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Monday, April 12, 2021

Chanya Ros / Goan Dried Yellow Peas Curry

I had prepared chanya ros as part of my Goan vegetarian thaali a few months ago. Goans prepare vegetarian food sans onion and garlic during festivals and on certain days, specially Mondays and this chanya ros appears usually on the menu. Chanya ros is a flavorful curry with a spicy coconut base. This is similar to another Goan specialty dish tonak which is prepared with black eyed peas /  dried peas and so on. Tonak however contains onion and garlic and is served at breakfast. The quantity of dried peas used in a chanya ros recipe is lesser compared to tonak. 

Recipe source: Here
Ingredients for paste:
1 tsp. oil
1 tsp. coriander seeds
1 tsp. fennel seeds
2 - 3 cloves
2 - 3 peppercorns
2 - 3 dried red chilies
1 cup fresh shredded coconut (I used frozen coconut.)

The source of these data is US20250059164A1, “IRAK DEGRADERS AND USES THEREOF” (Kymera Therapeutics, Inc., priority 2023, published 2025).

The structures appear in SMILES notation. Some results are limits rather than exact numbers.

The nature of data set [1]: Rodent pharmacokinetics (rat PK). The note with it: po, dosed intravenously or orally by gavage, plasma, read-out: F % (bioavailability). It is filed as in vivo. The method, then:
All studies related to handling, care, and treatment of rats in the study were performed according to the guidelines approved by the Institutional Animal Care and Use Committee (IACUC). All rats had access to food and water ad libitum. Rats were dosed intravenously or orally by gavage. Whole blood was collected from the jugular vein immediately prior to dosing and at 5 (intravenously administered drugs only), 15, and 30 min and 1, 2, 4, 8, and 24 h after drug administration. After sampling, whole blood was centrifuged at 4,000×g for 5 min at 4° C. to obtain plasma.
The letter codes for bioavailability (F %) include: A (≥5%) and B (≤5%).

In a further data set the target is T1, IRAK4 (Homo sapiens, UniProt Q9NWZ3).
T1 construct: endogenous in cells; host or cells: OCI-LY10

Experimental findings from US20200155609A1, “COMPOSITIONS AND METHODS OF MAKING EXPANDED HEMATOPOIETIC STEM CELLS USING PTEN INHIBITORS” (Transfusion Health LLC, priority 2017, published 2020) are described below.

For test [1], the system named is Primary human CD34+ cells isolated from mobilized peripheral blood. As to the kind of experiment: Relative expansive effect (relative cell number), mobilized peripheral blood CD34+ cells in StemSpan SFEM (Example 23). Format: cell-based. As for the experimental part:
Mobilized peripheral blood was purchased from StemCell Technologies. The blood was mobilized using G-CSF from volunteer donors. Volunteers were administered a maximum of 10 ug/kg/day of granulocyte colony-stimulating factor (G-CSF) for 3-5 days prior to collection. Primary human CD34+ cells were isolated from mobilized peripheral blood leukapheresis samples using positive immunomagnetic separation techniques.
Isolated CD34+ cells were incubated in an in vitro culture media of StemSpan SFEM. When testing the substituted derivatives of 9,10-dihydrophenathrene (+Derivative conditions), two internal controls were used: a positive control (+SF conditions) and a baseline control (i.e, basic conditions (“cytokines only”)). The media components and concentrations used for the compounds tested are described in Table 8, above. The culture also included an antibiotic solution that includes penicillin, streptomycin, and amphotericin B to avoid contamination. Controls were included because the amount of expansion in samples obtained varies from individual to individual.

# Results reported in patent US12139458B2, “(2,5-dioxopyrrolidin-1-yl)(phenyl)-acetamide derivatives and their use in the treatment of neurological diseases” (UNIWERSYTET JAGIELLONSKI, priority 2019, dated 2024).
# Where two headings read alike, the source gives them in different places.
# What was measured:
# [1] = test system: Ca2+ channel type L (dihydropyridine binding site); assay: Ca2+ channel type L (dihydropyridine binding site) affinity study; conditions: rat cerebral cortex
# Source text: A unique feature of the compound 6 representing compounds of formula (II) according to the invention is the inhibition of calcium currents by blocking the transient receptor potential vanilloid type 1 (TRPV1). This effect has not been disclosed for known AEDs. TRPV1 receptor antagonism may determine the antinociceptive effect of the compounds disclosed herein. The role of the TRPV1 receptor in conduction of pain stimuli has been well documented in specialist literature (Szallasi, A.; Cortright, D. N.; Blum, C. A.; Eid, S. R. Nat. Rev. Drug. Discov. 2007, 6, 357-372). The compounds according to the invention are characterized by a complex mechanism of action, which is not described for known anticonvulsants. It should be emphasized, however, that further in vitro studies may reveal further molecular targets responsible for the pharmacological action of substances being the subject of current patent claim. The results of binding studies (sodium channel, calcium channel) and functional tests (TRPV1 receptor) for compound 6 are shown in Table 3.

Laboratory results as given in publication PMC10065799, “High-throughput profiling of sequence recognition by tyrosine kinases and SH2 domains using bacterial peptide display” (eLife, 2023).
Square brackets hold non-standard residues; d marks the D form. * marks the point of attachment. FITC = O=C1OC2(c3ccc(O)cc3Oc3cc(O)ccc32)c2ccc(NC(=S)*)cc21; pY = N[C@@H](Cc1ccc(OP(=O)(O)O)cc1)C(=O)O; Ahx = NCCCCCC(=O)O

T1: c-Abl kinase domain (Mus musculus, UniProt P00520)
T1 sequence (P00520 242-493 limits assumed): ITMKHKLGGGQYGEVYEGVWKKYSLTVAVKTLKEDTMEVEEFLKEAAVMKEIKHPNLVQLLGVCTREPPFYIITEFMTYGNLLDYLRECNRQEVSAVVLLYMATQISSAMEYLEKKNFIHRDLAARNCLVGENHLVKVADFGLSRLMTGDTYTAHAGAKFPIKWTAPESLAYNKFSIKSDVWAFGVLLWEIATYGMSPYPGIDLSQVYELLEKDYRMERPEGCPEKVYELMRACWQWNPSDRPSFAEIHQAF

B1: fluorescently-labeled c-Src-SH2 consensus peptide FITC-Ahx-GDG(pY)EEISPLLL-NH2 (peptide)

1/2 tsp. sized tamarind ball
Ingredients for curry:
1/2 cup dried yellow peas
Salt to taste
1/8 tsp. turmeric powder
1 tbsp. ghee / oil
1/2 tsp. mustard seeds
1/2 tsp. cumin seeds
A pinch of asafoetida
2 or 3 green chilies, slit
Few curry leaves
Minced cilantro to garnish
Prep work:
Soak dried peas overnight. 

1. Paste preparation
* Heat a tsp. of oil in a skillet and add coriander seeds, fennel seeds, cloves, pepper corns and red chilies. Sauté for a minute and add the shredded coconut. Sauté until the coconut starts to brown. Let it cool a bit.
* Grind the sautéed ingredients along with tamarind, adding water as needed. 

2. Curry preparation:
* Drain the water used to soak peas. Pressure cook them for 2 or 3 whistles adding turmeric.
* Heat ghee in a pan and add mustard and cumin seeds. When mustard seeds start to splutter, add green chilies and curry leaves. Sauté for few seconds and add asafoetida.
* Next add the cooked peas, salt and water as needed to form a semi gravy. Let the mixture come to a boil and reduce to low heat setting and cook for a couple of minutes more.